Tuesday, January 08, 2008

Wanderlust and wonder lost

I don't know where I heard of Patrick Leigh Fermor's A Time of Gifts, the New Yorker or the New York Time or somesuch, at any rate I'm sure it had New York in the title. In it, the author recounts his 1933 journey on foot (with help from boats) from jolly old England where he had been booted from school across good old Mitteleuropa. The review must have pretty well glowed, cuz I put it on my wishlist and was psyched to get it. The book's introduction is written by a big fan, who coos about Leigh Fermor's well-etched style. Indeed.

The book suffers from a surfeit of style. Much as I wanted to love this freebootin young rapscallion, I found myself deeply frustrated by his need to continually play tricks with point of view (I was drunk so it's all in an art-schoool haze) and to lard on the writerly, without really telling us much (the people were so simple, so pure, so nice. I was cold so the food and beds were welcome).

It all seemed deucedly familiar. Where had I seen this before? A Brit going on foot through snow and recounting adventures? Why, how about Rory Stewart's recently lauded The Places in Between, about trekking across Afghanistan. Also self-absorbed and dead boring. Read 70 pages maybe before setting it out to gather dust.

I think, maybe, the moral for me is that sending some introspective young UKer off on a journey on foot into snow and dirt is probably not going to make for a good read, however much fun it sounds like.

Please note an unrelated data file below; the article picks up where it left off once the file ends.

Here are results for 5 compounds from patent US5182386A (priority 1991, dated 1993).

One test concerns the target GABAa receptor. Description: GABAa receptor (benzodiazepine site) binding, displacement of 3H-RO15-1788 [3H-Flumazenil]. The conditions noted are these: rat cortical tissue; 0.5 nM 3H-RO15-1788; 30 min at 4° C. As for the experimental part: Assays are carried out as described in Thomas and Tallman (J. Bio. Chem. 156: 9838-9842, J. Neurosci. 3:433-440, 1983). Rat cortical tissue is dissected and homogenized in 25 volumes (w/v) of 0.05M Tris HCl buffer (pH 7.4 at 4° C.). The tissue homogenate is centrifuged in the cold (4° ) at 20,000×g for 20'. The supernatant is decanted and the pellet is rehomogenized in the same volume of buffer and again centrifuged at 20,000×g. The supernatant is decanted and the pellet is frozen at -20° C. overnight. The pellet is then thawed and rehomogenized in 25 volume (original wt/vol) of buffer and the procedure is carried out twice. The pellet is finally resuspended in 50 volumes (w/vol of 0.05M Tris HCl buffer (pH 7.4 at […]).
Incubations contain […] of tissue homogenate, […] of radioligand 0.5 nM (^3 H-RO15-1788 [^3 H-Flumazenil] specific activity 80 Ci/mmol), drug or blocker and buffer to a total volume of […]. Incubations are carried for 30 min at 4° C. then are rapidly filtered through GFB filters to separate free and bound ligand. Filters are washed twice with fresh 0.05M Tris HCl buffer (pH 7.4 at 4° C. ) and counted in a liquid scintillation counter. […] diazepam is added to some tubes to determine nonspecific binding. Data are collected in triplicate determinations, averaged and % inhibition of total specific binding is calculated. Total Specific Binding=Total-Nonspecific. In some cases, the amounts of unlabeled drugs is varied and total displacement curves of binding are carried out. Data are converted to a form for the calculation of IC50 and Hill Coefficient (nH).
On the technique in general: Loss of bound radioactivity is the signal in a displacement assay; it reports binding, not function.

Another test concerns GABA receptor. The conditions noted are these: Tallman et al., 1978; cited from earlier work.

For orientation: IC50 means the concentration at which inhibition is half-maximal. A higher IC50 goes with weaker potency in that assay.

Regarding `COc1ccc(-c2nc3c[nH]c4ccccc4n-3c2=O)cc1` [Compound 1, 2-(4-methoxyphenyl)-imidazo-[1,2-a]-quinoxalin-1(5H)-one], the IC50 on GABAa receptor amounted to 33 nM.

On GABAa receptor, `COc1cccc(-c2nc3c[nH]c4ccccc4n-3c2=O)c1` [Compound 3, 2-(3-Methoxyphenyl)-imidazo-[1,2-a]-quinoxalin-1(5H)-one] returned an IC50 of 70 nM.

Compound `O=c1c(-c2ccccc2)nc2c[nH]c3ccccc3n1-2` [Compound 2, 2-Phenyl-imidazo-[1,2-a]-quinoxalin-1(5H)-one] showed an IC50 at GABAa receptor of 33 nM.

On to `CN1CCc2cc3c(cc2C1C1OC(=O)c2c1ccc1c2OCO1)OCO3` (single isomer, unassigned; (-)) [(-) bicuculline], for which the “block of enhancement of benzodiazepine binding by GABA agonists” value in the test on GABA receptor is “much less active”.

1 comment:

Anonymous said...

Yes, there is a whole genre of traveling Englishmen; the gold standard to which they all rightly aspire is of course Robert Byron's Road to Oxiana. But I totally agree - the New Yorker version of Fermor's life is much better than the book, which I, too, promptly bought and then set aside. Rory Stewart is another matter. I also found the book shallow (one day in one place, next day move on) but it also has a hateful aspect as well. If your copy is still around your house gathering dust go find the footnote about two thirds of the way through that extols the virtues of the British colonial administrator as a model for international development today. Intrigued, awfully, by all of this, I did go meet the author in Kabul once and it was all confirmed in person, sadly. But if you are in search of a comic antidote to this genre I highly recommend the early TC Boyle novel, still one of his best, called Water Music. Run get it, man, you'll lol.